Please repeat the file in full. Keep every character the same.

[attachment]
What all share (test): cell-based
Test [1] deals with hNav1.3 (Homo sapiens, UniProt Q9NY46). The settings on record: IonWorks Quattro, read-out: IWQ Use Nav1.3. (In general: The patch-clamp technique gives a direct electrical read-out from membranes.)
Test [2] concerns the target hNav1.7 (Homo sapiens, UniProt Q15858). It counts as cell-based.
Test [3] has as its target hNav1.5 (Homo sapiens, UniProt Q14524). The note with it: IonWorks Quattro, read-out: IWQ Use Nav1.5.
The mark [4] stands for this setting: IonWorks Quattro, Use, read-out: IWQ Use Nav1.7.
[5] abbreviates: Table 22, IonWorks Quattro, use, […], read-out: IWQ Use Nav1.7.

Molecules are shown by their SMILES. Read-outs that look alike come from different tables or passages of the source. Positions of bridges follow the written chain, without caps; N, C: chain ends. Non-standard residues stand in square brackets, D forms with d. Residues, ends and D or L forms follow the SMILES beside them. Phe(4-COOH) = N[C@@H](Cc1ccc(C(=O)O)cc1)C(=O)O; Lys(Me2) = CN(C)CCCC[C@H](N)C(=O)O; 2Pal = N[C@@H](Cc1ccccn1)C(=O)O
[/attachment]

What all share (test): cell-based
Test [1] deals with hNav1.3 (Homo sapiens, UniProt Q9NY46). The settings on record: IonWorks Quattro, read-out: IWQ Use Nav1.3. (In general: The patch-clamp technique gives a direct electrical read-out from membranes.)
Test [2] concerns the target hNav1.7 (Homo sapiens, UniProt Q15858). It counts as cell-based.
Test [3] has as its target hNav1.5 (Homo sapiens, UniProt Q14524). The note with it: IonWorks Quattro, read-out: IWQ Use Nav1.5.
The mark [4] stands for this setting: IonWorks Quattro, Use, read-out: IWQ Use Nav1.7.
[5] abbreviates: Table 22, IonWorks Quattro, use, […], read-out: IWQ Use Nav1.7.

Molecules are shown by their SMILES. Read-outs that look alike come from different tables or passages of the source. Positions of bridges follow the written chain, without caps; N, C: chain ends. Non-standard residues stand in square brackets, D forms with d. Residues, ends and D or L forms follow the SMILES beside them. Phe(4-COOH) = N[C@@H](Cc1ccc(C(=O)O)cc1)C(=O)O; Lys(Me2) = CN(C)CCCC[C@H](N)C(=O)O; 2Pal = N[C@@H](Cc1ccccn1)C(=O)O